[Haskell-cafe] Haskell versus Lisp

Wolfgang Jeltsch wolfgang at jeltsch.net
Fri Sep 16 10:31:04 EDT 2005

Am Freitag, 16. September 2005 15:29 schrieb Glynn Clements:
> David Roundy wrote:
> > > Bearing this in mind, and hoping you can see where I'm coming from, I
> > > think my question is: shouldn't you guys be using Lisp?
> >
> > Lisp is impure, weakly typed and has way too many parentheses.  Why would
> > we use lisp? It seems to be lacking almost all the advantages of Haskell,
> > and have an ugly, inflexible syntax to boot.
> The ability to dynamically generate, manipulate and analyse code in a
> structured manner provides a flexibility which is unmatched by any
> other language I know of.
> A good example is Emacs; lisp is entirely the right language for that,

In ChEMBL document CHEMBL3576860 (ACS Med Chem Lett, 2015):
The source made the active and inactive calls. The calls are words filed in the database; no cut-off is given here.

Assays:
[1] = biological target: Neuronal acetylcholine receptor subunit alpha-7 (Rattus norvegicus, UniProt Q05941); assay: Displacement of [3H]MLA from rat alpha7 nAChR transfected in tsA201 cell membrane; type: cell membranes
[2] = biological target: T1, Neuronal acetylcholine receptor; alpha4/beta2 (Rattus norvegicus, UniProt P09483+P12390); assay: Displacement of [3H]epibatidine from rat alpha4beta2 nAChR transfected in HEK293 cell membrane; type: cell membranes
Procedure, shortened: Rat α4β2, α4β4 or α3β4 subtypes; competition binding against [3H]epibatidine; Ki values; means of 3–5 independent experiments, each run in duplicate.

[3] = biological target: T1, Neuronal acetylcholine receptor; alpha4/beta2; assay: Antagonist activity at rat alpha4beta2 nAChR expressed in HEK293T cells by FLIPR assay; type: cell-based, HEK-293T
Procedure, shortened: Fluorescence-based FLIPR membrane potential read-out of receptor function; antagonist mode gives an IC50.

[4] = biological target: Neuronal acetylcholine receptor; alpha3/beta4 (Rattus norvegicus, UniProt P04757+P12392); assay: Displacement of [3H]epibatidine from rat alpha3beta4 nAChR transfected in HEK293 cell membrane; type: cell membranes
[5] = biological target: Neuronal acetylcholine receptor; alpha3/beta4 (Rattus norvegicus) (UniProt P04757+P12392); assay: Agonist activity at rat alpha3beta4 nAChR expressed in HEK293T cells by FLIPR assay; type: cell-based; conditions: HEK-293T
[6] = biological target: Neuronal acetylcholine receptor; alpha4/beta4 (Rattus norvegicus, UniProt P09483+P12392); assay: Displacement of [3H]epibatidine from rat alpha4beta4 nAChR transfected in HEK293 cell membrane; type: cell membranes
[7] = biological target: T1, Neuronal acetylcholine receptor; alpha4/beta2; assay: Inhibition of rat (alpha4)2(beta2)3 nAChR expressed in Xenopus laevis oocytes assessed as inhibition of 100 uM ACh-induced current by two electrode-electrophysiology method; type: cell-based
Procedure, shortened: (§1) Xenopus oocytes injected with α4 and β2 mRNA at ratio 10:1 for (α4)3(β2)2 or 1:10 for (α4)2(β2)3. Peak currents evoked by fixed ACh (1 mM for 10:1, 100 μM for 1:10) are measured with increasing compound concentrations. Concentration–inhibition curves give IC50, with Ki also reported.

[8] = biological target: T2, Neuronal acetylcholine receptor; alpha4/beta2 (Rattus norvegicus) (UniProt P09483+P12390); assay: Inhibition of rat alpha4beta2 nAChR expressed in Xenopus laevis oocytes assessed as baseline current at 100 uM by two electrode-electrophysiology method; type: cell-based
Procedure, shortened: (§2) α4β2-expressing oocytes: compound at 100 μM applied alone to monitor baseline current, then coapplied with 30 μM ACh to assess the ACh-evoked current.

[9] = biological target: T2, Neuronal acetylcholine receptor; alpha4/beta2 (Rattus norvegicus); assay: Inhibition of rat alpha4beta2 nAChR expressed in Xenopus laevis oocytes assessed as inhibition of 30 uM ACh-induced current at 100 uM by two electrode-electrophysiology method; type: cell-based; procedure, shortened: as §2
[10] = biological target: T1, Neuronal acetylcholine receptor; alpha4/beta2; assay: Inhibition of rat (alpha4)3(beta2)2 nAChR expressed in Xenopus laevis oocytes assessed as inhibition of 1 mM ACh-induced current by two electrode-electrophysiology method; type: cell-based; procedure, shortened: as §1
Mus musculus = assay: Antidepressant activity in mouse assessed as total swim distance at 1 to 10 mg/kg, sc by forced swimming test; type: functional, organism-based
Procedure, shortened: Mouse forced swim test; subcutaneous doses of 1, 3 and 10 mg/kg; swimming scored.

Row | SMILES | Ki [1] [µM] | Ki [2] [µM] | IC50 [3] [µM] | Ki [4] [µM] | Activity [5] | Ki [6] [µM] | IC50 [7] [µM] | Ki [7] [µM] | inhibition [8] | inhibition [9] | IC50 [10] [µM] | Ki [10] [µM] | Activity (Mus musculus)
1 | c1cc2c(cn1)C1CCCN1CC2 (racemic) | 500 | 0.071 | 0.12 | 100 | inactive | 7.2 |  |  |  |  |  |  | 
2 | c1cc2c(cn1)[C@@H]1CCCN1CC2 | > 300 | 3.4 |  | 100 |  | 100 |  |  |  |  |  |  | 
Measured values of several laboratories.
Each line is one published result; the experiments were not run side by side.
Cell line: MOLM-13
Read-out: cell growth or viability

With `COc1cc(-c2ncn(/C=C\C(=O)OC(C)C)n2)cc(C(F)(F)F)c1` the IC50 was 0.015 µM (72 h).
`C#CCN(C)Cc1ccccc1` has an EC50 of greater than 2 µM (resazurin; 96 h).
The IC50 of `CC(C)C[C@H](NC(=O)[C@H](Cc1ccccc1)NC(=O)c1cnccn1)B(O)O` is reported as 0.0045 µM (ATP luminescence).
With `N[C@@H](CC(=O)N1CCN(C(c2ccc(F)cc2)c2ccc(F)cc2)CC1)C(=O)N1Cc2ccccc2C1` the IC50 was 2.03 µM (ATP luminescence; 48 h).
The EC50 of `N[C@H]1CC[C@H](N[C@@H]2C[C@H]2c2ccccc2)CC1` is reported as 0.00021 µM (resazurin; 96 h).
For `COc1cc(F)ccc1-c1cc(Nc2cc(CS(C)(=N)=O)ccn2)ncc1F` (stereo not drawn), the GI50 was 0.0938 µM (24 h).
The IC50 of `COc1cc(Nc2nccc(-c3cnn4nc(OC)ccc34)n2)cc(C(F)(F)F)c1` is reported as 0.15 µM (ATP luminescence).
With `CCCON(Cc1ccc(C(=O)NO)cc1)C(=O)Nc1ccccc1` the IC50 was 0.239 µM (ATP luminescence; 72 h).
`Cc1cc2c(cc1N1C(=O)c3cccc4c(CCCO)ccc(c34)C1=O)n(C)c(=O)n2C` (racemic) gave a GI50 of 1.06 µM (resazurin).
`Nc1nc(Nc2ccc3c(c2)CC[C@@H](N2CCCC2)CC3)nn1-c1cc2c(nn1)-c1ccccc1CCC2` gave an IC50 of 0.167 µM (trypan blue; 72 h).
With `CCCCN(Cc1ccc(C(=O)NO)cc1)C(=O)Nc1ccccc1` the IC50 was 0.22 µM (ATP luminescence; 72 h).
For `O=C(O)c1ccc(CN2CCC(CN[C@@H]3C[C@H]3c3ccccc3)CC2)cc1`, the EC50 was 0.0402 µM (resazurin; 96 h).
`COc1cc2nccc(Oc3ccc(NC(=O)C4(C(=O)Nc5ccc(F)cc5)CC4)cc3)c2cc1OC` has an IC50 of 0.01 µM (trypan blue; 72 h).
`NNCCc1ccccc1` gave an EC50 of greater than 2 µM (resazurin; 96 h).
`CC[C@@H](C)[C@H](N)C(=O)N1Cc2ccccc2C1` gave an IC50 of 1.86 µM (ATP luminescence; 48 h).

Could you explain this a bit more, please?  To the moment, I cannot imagine 
cases where you need LISP's way of code analysis and manipulation because 
Haskell's capabilities are not sufficient.

In Haskell, code is data too because code in the sense of imperative actions 
is described by IO values.  You cannot analyse them.  But you can use your do 
expressions etc. to construct action descriptions with a more general type 
like MonadIO m => m a.  Then you can instantiate m with a monad whose values 
store part of the action's structure so that this information can be used 
later.  Or you use a monad which doesn't keep structural information to use 
it for later processing but which does the processing upon construction.

Best wishes,

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